Reflection, Contemplation, and Prayer:
A Triad of Spiritual Awareness
If you go to the internet or any Christian book on spiritual growth you will quickly see that these three terms (and one other, we will attend to later) are always interconnected. That being said, I am going to separate them here in order to discuss them in detail and to clarify each for practical purposes. Note that I am defining each of these specifically in relation to spiritual direction.
Reflection: 1. Approaching a time, object, memory, or circumstance with the intention of seeing God at work. 2. Engaging a time, object, memory, or circumstance, such as recalling a memory or looking at a crucifix, focused on God to perceive God reflected in the moment/object.
Contemplation: 1. To be fully present in our heart and mind focused on one aspect of our self while also being emptied of the self in order for God to be present. 2. Intentionally emptying the mind of thought to provide a quietude to encounter God.
Prayer: 1. A spiritual communication between us and God; a two-way relationship in which we not only talk to God but also listen to God. 2. Prayer includes Adoration/Blessing, Contrition/Repentance, Thanksgiving/Gratitude, and Supplication/Petition/Intercession.
These definitions may be familiar to you or seem confusing. Needless to say, the practice of spiritual development will come more naturally once it is begun.
So, to put these three together in practice I will start with Prayer since this is something we all know and think we do well. Here we go…
Get comfortable, quiet your mind, and pray. You will most likely immediately begin a sort of “agenda of prayer” in which you enter an existing pattern. Go with it, as they say. After a time, and perhaps when you are “done,” let your prayers lead you. Allow yourself to let go of the agenda (you have fulfilled it already) and pray what comes to mind/heart.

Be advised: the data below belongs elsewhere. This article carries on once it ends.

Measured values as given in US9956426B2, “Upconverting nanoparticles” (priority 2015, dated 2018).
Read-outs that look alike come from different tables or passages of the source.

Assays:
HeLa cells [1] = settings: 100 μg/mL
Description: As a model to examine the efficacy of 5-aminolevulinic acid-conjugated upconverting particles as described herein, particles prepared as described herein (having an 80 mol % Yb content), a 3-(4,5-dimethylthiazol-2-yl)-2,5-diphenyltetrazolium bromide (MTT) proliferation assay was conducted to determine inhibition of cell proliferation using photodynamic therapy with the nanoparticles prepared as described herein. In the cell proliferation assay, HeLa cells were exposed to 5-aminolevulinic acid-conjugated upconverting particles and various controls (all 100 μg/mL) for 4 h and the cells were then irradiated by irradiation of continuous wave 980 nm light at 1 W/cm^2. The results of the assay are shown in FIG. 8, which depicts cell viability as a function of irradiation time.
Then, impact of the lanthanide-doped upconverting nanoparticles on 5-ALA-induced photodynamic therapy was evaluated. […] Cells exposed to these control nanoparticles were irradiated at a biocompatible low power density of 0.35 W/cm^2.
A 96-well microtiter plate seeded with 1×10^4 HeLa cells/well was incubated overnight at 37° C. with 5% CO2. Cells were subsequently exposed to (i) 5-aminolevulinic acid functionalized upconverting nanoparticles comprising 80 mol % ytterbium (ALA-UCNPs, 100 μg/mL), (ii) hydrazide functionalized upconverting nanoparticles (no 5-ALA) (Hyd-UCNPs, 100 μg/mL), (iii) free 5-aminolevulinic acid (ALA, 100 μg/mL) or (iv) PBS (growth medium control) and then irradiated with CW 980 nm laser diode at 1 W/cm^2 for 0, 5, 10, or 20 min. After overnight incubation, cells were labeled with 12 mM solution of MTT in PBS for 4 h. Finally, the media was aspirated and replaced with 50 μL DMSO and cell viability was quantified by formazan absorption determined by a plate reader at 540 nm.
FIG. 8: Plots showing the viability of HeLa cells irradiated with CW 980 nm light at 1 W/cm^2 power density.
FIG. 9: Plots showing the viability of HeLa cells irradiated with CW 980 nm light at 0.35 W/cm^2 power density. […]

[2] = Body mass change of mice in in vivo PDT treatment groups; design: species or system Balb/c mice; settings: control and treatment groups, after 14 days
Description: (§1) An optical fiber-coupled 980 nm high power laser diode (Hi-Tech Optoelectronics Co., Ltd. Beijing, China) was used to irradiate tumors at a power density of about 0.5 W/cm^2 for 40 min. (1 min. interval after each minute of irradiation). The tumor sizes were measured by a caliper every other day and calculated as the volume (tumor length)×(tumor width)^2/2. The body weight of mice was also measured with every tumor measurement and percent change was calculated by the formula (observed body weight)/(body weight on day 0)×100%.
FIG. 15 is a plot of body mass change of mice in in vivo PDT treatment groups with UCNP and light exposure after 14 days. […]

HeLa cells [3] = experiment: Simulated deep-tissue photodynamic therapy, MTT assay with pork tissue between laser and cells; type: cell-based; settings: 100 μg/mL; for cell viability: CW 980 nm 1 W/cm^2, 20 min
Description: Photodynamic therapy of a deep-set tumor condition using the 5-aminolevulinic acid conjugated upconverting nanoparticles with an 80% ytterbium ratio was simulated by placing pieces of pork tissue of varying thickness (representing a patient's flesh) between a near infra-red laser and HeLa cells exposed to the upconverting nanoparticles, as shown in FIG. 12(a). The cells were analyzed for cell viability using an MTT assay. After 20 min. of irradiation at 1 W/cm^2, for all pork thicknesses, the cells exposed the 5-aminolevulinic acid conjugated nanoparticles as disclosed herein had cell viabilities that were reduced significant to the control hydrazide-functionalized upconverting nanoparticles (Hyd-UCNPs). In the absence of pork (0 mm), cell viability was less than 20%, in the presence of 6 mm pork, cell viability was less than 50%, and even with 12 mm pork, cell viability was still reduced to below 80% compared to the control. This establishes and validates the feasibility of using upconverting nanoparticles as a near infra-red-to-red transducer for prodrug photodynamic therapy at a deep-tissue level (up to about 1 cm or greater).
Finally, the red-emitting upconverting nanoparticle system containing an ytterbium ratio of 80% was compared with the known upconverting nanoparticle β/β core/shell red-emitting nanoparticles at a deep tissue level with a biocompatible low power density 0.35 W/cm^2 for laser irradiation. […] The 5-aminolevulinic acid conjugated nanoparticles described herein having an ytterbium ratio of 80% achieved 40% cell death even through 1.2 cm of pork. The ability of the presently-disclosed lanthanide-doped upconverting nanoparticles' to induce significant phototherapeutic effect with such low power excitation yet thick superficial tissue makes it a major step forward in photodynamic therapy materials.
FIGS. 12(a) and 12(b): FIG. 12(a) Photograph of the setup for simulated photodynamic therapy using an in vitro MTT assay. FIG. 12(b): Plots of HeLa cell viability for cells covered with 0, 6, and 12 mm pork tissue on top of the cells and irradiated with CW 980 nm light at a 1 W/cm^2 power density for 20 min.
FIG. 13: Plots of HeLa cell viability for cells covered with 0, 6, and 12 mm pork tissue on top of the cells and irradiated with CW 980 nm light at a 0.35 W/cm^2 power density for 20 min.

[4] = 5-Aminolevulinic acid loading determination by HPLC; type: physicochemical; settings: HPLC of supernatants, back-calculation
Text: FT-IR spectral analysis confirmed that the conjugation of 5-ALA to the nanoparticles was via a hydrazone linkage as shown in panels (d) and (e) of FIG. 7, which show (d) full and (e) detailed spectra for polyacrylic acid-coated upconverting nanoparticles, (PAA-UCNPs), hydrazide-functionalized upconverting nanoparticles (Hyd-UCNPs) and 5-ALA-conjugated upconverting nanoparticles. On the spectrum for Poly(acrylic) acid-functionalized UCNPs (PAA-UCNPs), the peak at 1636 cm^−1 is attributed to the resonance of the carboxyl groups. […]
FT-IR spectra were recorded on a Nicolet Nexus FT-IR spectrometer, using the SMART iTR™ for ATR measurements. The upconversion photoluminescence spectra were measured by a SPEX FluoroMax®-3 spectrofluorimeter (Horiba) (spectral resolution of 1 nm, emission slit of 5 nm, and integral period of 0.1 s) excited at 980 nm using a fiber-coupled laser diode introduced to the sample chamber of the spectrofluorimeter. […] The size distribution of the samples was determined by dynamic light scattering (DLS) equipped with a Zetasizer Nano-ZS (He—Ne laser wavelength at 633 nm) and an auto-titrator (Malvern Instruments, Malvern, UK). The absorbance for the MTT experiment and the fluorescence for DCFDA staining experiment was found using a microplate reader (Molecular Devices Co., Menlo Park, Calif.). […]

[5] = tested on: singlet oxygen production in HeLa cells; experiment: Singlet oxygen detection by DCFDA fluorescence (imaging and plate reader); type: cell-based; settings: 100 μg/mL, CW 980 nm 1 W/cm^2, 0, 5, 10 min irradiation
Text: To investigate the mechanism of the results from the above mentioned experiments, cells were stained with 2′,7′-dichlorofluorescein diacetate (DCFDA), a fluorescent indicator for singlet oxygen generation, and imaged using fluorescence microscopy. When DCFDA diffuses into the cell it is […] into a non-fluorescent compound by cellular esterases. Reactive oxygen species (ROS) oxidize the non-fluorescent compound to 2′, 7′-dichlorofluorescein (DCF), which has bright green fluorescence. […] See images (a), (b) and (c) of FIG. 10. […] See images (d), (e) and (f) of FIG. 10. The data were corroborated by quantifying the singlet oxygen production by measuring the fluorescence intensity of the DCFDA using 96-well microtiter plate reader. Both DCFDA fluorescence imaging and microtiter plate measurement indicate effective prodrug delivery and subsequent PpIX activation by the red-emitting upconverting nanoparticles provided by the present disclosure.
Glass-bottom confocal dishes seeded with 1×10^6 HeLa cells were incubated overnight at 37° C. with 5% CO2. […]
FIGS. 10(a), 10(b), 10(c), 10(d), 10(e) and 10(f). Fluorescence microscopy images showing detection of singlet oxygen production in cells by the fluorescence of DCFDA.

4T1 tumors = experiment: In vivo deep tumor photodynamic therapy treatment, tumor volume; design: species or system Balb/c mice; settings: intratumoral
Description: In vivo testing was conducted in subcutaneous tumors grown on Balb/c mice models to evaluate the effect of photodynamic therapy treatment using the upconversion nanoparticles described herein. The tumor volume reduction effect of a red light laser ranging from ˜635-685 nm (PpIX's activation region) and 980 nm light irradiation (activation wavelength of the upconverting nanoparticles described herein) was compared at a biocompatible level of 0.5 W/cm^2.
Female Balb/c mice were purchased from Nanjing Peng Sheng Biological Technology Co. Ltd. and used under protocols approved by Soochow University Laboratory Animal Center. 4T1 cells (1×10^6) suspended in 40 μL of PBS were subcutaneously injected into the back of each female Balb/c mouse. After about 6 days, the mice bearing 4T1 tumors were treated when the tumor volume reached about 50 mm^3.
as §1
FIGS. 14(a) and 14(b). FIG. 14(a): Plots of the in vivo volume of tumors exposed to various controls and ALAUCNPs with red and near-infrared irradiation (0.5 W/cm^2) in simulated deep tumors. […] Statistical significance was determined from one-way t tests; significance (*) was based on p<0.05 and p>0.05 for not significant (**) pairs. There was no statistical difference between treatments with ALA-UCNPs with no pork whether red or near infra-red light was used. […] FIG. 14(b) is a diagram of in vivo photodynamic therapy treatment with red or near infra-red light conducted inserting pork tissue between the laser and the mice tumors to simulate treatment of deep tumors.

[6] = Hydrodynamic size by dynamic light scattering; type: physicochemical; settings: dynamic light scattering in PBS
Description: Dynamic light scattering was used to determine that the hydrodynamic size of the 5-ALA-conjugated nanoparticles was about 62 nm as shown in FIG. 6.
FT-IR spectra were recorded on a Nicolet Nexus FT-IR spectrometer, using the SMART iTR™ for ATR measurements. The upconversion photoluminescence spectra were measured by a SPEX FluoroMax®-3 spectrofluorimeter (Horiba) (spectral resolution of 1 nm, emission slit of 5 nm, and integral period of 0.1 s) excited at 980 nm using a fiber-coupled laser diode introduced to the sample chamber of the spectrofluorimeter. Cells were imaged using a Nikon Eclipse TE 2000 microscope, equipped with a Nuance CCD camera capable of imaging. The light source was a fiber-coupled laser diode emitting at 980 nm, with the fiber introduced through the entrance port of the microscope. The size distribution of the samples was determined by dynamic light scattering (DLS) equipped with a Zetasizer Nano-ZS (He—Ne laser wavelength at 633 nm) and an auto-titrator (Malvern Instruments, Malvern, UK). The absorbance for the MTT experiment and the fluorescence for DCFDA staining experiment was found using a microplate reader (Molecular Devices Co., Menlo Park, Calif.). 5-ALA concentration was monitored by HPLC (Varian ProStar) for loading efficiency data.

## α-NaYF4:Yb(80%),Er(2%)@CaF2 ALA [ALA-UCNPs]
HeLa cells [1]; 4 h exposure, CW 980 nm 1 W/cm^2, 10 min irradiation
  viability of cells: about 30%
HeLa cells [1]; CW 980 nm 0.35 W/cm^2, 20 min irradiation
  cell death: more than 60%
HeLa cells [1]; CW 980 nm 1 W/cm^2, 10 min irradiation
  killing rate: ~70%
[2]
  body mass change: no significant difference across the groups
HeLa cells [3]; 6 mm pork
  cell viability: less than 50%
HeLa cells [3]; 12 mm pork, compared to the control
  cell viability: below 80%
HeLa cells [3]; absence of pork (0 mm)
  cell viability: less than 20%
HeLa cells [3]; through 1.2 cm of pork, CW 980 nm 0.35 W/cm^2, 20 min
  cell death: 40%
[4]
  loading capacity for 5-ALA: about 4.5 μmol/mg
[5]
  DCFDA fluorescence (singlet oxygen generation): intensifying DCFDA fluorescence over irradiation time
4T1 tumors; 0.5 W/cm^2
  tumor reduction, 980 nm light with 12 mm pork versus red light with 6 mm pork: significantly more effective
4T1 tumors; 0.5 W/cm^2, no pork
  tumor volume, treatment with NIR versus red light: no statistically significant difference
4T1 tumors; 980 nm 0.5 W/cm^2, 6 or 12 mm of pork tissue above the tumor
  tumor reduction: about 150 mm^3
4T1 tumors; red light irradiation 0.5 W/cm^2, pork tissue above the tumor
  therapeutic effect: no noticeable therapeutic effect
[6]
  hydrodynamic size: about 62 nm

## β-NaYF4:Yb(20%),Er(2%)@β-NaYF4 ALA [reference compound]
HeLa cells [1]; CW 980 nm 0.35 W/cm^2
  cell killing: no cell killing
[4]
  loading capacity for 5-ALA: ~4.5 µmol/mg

This is the moment when a divine transition is possible. Be aware that the prayers you are now praying – you are thinking – but you are actually “hearing.” That is to say, if you can quiet your mind (often a byproduct of intentional prayer) and observe the action of prayer creation (thought), you may become aware that the prayers of your mind seem to be an echo.
Remember what St. Paul tells us in the Book of Romans:
“For we do not know what to pray for as we ought, but the Spirit himself intercedes for us with groanings too deep for words.” (8:26)
All too often we can be hung up on the “groanings too deep for words” part of this passage. If it's too deep for words, you ponder, how can I hear the words? In reality two things are happening here: first, the Holy Spirit is praying for us, groaning toward the passion of Christ and the intention of God; and second, we are blessed by the Holy Spirit in our awareness (actually the awareness of the Holy Spirit) and pray the prayers we ought to pray.
St. Paul tells us that most of the time we can't get out of our own way, so God has sent the Holy Spirit to pray for us and leads us in prayer. Paul continues:
“And he who searches our hearts knows the mind of the Spirit, because the Spirit intercedes for God’s people in accordance with the will of God.” (Romans 8:27)
We are blessed by this intercession and may, in fact, be a participant in it!
Prayer is indispensable. Prayer cannot be omitted and, though it can be truncated, we can never stop the Holy Spirit from doing what God has promised us would be done. In this case then, all we need to do is become aware and join in.
So, now that you have achieved this awareness, hearing your own prayers as an echo, there is an opportunity for positive release! Without “taking over your mind,” (*more on this in a moment) enter into the new rhythm of prayer as a sort of guest, carried along by the prayers. This, whether short or long, is the first ‘prayer step’ into a deeper awareness and communion with God.
*“taking over your mind,” This is a danger (often unavoidable at the early stages of prayer awareness) in which, once you become aware of what is happening, you will override it with thoughts about it.
If this happens, fear not! You have become aware, if only for a moment, of the Holy Spirit praying through/for you. This awareness is awareness! You have taken the first step after all and can reflect on the blessing as you anticipate the next time you pray.
Next week, I will briefly cover Reflection, as we continue this four-week walk toward spiritual awareness.
Praying in the Spirit,
Father Bill Burk†